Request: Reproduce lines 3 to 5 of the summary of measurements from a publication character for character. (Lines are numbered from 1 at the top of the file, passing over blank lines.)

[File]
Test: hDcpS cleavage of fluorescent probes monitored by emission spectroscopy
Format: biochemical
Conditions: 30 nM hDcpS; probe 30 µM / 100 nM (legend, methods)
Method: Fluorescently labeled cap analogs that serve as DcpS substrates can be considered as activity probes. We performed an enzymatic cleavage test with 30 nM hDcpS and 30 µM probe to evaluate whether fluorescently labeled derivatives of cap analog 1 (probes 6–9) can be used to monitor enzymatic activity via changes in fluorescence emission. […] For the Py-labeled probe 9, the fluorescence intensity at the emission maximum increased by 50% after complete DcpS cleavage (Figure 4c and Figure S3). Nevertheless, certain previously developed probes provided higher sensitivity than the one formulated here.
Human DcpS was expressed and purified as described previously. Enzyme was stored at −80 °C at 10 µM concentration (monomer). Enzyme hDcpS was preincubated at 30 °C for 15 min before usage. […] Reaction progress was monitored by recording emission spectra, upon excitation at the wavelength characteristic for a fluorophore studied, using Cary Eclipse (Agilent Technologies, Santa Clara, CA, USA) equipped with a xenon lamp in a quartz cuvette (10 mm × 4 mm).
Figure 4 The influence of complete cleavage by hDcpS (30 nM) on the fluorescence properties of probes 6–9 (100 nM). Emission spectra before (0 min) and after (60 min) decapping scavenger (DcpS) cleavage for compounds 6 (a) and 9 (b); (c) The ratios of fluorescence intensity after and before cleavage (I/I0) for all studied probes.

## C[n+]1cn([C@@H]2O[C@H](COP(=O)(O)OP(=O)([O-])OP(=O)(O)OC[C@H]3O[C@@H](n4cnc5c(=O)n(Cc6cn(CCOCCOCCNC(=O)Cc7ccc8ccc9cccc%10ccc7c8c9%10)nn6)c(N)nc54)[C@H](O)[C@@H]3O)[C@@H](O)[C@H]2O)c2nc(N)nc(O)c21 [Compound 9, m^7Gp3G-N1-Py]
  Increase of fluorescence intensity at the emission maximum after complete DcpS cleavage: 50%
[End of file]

Conditions: 30 nM hDcpS; probe 30 µM / 100 nM (legend, methods)
Method: Fluorescently labeled cap analogs that serve as DcpS substrates can be considered as activity probes. We performed an enzymatic cleavage test with 30 nM hDcpS and 30 µM probe to evaluate whether fluorescently labeled derivatives of cap analog 1 (probes 6–9) can be used to monitor enzymatic activity via changes in fluorescence emission. […] For the Py-labeled probe 9, the fluorescence intensity at the emission maximum increased by 50% after complete DcpS cleavage (Figure 4c and Figure S3). Nevertheless, certain previously developed probes provided higher sensitivity than the one formulated here.
Human DcpS was expressed and purified as described previously. Enzyme was stored at −80 °C at 10 µM concentration (monomer). Enzyme hDcpS was preincubated at 30 °C for 15 min before usage. […] Reaction progress was monitored by recording emission spectra, upon excitation at the wavelength characteristic for a fluorophore studied, using Cary Eclipse (Agilent Technologies, Santa Clara, CA, USA) equipped with a xenon lamp in a quartz cuvette (10 mm × 4 mm).